Carrie adds: “In the past, the Justice Department had issued written findings … but DOJ authorities found that that led to some backsliding among police forces around the country. So now, since the Obama administration has taken over, they try to negotiate court-enforceable agreements that require the appointment or hiring of an independent monitor to make sure that police don’t backslide in the way they saw it happen in the ’90s.”

Copyright 2015 NPR. To see more, visit http://www.npr.org/.
News from NPR | Leave a comment

At Least 10 Dead As Storms, Flooding Ravage Texas, Oklahoma

By Eyder Peralta on May 26th, 2015 | Last updated: May 26, 2015 at 5:05 pm

Updated at 4:38 p.m. ET

Storms continued to move through Texas and Oklahoma, bringing tornadoes and dumping torrential rains that led to deadly flooding.

Authorities in Oklahoma say four people have died as a result of the storms this weekend. During a press conference, Houston Mayor Annise Parker said authorities had recovered the bodies of at least two people in that city. According to media reports, four other people were killed in weather-related incidents in Texas and at least 12 people are missing.

President Obama called the flooding “terrible,” and said he spoke with Texas Gov. Greg Abbott this morning.

“I assured Gov. Abbott that he could count on the help of the federal government,” he said. “We have FEMA personnel already on the ground. They are coordinating with Texas emergency management authorities and I will anticipate that there will be some significant requests made to Washington. My pledge to him is that we will expedite those requests.”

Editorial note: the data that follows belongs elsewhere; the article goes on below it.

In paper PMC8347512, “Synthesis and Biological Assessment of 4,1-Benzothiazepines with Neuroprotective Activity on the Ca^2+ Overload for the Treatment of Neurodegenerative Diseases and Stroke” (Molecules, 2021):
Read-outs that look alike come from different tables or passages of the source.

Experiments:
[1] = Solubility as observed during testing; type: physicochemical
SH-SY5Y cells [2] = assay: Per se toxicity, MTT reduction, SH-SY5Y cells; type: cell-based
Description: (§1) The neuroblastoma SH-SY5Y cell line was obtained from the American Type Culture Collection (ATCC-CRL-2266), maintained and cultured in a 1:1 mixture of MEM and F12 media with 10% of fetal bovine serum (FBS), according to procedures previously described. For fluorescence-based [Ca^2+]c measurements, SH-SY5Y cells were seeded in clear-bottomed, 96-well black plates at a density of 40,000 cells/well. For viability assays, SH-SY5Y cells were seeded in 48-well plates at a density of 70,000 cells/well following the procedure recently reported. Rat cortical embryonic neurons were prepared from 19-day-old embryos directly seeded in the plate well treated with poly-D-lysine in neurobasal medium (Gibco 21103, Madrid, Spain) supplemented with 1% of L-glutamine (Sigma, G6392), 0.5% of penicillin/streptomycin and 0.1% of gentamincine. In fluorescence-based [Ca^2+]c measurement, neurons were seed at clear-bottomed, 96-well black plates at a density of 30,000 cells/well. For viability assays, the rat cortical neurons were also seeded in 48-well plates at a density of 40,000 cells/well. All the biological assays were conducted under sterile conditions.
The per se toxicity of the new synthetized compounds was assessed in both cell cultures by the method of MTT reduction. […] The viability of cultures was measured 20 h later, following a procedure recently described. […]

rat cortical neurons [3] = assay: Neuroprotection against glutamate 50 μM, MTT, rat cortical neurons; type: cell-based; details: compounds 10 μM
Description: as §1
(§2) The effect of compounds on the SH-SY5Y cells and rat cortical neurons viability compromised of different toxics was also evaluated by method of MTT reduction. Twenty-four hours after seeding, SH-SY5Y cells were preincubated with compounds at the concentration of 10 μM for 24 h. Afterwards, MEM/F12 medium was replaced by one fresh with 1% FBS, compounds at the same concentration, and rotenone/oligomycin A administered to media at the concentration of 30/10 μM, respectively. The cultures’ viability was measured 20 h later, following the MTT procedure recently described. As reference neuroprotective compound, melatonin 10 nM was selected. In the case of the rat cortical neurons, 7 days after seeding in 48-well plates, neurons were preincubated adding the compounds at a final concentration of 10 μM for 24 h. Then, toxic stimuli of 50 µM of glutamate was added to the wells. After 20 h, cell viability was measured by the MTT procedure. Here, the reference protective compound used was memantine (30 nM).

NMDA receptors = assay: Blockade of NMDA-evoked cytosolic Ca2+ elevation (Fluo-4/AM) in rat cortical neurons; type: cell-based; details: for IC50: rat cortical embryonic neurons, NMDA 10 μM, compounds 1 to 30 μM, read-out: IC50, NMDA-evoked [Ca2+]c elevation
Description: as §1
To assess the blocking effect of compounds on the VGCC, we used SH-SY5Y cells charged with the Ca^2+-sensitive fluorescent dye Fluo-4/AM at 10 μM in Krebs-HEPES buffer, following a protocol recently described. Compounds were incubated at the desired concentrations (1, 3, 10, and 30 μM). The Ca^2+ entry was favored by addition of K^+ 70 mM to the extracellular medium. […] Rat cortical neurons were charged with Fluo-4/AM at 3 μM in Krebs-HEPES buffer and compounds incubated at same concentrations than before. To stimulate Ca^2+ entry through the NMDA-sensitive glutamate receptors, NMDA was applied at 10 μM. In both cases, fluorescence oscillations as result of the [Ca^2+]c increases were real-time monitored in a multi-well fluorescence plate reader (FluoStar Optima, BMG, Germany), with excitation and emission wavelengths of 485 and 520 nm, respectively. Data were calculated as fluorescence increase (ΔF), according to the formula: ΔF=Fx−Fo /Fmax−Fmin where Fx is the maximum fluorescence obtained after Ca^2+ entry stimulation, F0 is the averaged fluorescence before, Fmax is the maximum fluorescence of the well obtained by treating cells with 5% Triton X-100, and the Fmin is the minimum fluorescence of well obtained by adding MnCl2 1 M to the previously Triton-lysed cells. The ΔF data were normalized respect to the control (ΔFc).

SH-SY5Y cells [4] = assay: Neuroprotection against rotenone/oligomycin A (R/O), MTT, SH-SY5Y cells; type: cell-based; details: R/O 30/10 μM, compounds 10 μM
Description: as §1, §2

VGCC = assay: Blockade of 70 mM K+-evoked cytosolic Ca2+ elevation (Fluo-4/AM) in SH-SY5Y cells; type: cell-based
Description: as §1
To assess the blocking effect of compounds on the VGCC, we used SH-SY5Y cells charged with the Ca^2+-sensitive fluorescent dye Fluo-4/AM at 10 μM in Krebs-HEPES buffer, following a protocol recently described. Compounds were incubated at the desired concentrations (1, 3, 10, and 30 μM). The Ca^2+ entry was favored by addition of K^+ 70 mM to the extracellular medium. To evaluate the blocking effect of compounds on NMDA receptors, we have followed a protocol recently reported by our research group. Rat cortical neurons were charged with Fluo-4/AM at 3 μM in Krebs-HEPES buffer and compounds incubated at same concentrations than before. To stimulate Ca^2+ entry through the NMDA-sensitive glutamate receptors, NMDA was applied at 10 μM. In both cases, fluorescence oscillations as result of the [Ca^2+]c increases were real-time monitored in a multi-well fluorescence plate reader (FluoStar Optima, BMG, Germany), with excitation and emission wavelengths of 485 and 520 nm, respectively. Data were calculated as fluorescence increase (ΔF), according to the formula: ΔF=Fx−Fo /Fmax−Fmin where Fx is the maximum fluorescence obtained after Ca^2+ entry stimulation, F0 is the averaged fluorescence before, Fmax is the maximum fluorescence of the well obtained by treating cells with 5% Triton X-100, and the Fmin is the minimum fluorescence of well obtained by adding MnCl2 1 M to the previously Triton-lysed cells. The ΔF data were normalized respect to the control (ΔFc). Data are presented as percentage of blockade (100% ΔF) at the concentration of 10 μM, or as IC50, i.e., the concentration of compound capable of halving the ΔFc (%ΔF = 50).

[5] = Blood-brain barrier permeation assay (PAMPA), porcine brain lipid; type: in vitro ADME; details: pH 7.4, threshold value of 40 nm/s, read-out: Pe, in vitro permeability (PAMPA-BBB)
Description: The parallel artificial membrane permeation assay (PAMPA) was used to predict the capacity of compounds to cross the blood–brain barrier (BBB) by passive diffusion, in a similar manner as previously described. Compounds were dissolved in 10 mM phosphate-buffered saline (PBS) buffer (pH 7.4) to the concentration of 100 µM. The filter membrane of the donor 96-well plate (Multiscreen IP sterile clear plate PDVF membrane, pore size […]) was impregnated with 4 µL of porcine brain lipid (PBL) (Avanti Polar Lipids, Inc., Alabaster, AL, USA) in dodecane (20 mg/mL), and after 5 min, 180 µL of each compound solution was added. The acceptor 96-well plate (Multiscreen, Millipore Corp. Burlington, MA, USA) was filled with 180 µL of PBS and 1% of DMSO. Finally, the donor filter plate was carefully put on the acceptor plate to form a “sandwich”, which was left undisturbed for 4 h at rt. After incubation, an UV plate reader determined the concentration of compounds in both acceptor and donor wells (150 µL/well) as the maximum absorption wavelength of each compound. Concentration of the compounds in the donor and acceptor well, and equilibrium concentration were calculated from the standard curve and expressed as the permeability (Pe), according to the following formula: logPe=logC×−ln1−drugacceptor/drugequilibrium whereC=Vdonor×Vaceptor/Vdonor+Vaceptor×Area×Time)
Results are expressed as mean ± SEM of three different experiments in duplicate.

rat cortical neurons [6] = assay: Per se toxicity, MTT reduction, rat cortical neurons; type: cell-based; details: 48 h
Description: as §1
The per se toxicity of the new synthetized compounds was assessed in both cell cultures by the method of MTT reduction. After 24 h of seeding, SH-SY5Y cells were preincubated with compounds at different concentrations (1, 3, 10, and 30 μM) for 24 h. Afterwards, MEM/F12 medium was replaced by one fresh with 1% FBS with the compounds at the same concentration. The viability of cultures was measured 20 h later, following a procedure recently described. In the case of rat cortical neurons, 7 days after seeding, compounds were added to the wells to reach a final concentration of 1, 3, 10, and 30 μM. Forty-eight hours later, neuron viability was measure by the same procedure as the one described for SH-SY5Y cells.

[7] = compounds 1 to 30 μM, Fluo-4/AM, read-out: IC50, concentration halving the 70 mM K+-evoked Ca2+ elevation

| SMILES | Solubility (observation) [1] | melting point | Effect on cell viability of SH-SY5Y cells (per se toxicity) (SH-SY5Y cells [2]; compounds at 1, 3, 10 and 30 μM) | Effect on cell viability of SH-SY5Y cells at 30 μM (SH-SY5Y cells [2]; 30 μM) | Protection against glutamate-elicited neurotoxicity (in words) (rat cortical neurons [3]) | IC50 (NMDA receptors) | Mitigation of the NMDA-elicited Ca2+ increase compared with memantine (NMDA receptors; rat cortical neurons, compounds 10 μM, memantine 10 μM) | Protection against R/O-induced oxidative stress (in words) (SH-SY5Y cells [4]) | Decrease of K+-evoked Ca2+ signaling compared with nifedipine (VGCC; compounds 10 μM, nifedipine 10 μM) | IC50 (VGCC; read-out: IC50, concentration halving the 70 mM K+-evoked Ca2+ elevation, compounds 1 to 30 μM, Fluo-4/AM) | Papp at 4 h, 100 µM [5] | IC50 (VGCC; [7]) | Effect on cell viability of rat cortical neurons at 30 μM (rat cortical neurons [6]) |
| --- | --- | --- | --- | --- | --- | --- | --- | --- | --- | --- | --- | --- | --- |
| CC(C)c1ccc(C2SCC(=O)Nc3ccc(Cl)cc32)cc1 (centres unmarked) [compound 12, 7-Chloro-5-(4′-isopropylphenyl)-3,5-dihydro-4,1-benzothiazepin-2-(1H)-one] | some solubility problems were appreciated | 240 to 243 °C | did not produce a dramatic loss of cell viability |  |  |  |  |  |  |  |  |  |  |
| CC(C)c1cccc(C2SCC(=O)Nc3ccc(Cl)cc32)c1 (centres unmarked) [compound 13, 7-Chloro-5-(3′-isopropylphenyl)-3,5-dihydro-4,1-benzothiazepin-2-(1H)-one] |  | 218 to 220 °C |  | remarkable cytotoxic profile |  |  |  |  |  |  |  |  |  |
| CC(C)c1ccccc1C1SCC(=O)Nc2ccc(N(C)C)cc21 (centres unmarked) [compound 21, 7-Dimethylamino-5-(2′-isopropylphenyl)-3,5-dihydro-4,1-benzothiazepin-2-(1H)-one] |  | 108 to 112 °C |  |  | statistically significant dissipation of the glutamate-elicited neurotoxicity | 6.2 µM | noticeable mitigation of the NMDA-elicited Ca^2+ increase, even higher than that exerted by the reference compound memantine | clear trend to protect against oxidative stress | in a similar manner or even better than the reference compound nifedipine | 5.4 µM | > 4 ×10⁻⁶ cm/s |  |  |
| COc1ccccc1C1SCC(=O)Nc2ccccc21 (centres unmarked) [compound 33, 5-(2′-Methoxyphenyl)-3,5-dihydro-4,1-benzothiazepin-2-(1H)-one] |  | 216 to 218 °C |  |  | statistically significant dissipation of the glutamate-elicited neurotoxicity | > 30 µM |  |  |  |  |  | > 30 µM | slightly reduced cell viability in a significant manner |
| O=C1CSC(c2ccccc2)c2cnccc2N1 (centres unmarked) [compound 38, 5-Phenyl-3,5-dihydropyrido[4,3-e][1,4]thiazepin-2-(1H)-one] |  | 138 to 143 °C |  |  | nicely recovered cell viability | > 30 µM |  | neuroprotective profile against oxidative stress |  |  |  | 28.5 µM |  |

Obama also signed a disaster declaration for Oklahoma.

The New York Times reports:

” ‘It had been raining here for weeks, a lovely wet spring after years of drought. The ground was saturated,’ said [Louie Bond], a magazine editor and former editor of Wimberley’s newspaper. ‘The cypress trees along the river are stripped down to bare toothpicks.’

“Wimberley and nearby San Marcos, a pair of Blanco River towns off the Interstate 35 corridor linking Austin and San Antonio, appear to have been the hardest-hit towns in the United States. But in Ciudad Acuña, a Mexican city of about 140,000 on the border due west of San Antonio, a tornado that leveled blocks of buildings at sunrise Monday killed at least 13 people.

“In Oklahoma, weekend storms killed two people: a firefighter in Claremore, near Tulsa, who was swept into a storm drain Sunday, and a Tulsa woman who died Saturday after her automobile hydroplaned on a highway.”

The Weather Channel reports that some parts of Texas, which if you remember were suffering through a drought not long ago, have received more than 20 inches of rain this month.

Houston got more than 10 inches of rain last night. The Houston Chronicle reports that caused water to pool in city streets and even on highways. Interstate 10, a major east-west thoroughfare in the city was closed this morning and Twitter users sent pictures of cars apparently floating across Interstate 45:

Parker said that while large parts of the city were “high and dry,” some highways and neighborhoods were still unappeasable. The Houston mayor called on residents to stay home if they could.